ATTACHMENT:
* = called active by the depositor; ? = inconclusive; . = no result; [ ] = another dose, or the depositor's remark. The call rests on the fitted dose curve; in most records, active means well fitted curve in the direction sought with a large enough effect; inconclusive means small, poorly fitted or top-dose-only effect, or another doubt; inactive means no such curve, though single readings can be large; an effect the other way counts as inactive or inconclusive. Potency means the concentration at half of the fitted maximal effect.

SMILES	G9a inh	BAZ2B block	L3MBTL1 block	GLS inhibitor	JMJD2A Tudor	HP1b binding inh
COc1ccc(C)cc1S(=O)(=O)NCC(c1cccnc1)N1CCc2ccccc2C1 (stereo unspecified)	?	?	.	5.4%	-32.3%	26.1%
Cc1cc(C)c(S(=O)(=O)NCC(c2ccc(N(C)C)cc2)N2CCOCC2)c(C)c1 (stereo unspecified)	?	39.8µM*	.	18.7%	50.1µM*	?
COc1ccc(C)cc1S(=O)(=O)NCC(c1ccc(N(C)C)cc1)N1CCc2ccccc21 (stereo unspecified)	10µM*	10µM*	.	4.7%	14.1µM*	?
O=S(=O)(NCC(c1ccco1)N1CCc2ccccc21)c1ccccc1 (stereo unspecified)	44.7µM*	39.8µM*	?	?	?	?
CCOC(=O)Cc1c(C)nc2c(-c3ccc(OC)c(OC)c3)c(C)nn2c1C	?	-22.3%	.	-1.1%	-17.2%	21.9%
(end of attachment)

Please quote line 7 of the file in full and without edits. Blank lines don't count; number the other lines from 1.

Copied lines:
CCOC(=O)Cc1c(C)nc2c(-c3ccc(OC)c(OC)c3)c(C)nn2c1C	?	-22.3%	.	-1.1%	-17.2%	21.9%